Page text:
Young Journalists Club | Latest news of Iran and world

News ID: 1531
Publish Date: 14:25 - 02 July 2013
Tehran, YJC. -- European Parliament president Martin Schulz said Tuesday he was sympathetic to an asylum request by fugitive US intelligence leaker Edward Snowden, comparing reports of US spying on EU offices to "KGB methods".
Schulz, a German Social Democrat, told public broadcaster ARD that Snowden, who has reportedly submitted asylum requests to 21 nations, had helped the global cause of transparency by exposing the alleged US bugging.

"I believe Mr Snowden showed us that the United States of America treats its closest partners including Germany, for example, but also the European Union as a whole like hostile powers," he said.

"That is absolutely unacceptable. That is why the authorities will have to determine when Mr Snowden submits an application whether he is actually being politically persecuted. 

"But I am sympathetic to this application," he said, when asked whether Germany should take him in.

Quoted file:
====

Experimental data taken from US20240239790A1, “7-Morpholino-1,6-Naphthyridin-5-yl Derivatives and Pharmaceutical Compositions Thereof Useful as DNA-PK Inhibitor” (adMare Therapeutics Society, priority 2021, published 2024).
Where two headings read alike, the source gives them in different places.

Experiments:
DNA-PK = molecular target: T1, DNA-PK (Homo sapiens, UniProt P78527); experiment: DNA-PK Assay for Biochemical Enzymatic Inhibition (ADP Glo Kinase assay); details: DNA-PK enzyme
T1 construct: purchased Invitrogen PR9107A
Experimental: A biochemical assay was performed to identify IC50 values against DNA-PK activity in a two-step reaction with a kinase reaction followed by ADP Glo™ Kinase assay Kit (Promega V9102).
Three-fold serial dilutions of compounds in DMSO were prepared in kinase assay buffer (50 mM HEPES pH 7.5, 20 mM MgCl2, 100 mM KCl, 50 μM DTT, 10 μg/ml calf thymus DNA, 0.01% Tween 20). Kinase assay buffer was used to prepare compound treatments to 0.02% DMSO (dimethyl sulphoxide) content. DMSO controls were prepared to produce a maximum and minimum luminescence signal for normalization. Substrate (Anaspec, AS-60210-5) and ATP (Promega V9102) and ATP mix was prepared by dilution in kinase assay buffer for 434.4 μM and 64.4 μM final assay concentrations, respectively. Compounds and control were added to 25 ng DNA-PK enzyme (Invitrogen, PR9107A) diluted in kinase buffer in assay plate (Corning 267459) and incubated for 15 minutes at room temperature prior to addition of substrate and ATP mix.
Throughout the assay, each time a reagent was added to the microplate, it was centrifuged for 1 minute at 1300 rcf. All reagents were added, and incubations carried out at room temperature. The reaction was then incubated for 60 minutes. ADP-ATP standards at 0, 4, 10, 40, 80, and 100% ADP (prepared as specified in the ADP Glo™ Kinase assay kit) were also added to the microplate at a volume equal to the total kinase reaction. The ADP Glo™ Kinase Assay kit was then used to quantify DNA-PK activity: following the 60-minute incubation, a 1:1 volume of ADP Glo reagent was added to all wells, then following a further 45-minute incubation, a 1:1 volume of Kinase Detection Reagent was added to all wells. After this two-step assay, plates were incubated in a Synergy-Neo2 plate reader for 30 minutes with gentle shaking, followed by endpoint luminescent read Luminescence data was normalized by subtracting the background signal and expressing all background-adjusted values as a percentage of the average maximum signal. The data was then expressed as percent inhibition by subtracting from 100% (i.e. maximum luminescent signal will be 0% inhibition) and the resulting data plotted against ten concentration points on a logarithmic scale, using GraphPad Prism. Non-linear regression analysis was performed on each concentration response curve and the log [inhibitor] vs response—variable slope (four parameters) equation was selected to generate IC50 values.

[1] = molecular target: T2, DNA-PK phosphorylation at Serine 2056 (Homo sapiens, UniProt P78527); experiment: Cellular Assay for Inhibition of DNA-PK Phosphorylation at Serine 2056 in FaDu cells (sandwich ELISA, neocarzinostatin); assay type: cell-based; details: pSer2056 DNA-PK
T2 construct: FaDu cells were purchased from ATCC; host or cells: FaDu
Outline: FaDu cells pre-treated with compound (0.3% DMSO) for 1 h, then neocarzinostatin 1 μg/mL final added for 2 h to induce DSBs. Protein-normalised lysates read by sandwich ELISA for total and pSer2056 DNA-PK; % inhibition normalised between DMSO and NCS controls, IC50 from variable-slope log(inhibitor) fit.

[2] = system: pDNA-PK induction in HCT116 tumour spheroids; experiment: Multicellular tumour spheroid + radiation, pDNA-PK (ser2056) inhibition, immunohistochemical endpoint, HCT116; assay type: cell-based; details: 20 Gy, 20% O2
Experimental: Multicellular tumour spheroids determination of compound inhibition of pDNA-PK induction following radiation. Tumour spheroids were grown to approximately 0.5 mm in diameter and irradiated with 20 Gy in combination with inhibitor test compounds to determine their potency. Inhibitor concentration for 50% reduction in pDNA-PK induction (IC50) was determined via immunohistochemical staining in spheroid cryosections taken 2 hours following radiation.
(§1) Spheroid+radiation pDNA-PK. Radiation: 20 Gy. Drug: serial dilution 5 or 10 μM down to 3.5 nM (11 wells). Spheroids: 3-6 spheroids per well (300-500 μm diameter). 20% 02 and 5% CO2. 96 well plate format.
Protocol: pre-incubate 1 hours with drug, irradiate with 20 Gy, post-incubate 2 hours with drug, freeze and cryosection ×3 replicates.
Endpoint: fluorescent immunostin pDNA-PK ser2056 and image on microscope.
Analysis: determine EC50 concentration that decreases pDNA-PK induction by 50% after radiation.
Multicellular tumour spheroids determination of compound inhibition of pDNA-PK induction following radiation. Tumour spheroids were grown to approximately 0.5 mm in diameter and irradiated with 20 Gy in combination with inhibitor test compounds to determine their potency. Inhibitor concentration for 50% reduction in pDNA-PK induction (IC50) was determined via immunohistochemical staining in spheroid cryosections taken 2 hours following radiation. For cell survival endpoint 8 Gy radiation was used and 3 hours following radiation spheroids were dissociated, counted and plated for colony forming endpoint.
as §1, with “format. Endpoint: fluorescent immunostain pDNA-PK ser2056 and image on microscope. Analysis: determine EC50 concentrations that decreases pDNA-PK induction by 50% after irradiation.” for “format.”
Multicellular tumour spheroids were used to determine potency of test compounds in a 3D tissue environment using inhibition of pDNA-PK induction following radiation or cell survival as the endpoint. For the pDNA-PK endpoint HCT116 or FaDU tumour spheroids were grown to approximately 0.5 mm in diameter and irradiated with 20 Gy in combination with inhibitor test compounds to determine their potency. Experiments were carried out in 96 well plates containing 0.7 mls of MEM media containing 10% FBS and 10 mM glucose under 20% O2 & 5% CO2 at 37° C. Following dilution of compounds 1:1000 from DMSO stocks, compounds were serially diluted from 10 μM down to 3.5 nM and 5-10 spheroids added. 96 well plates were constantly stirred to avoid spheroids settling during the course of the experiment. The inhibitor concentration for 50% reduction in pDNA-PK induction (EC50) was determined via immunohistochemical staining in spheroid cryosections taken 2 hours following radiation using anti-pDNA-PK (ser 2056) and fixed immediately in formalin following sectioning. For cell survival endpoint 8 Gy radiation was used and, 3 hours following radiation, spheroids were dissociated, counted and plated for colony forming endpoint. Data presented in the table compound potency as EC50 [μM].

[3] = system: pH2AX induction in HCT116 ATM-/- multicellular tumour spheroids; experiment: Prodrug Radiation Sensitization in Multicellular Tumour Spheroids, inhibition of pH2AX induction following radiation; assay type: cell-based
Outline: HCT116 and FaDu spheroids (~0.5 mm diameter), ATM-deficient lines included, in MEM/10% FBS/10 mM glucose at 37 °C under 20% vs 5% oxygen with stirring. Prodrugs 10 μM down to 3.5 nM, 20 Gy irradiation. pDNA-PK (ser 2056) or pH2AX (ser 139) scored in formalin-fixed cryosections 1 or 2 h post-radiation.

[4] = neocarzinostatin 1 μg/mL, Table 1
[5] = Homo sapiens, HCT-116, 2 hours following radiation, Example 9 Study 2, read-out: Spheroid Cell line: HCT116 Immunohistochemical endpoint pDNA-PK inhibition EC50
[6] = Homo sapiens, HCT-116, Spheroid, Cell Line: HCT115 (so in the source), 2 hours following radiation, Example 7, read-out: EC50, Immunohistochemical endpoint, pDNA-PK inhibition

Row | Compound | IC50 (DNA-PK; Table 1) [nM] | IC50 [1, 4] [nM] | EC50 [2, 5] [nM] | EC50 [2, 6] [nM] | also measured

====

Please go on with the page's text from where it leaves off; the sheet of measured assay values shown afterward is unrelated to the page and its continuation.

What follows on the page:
WikiLeaks said Monday that Snowden had submitted asylum requests to countries including Cuba, Venezuela, Brazil, India, China, Russia, Germany and France, in addition to earlier requests to Ecuador and Iceland.

However, a Kremlin spokesman said Tuesday that Snowden, who is in legal limbo in the transit zone of a Moscow airport, had abandoned his request for political asylum in Russia after it told him he would have to stop leaking US intelligence reports.

Schulz said Europeans were "deeply disappointed" in US President Barack Obama in light of the allegations, adding that security justifications for the eavesdropping appeared bogus.

"I cannot imagine that at institutions such as the EU embassy in Washington there were terrorist acts being planned and that's why microphones were installed," he said, referring to one of the supposed targets of the alleged US spying exposed by German news weekly Der Spiegel using documents provided by Snowden.

"These are methods that were used earlier by the KGB, " he said referring to the former Soviet secret services during the Cold War.
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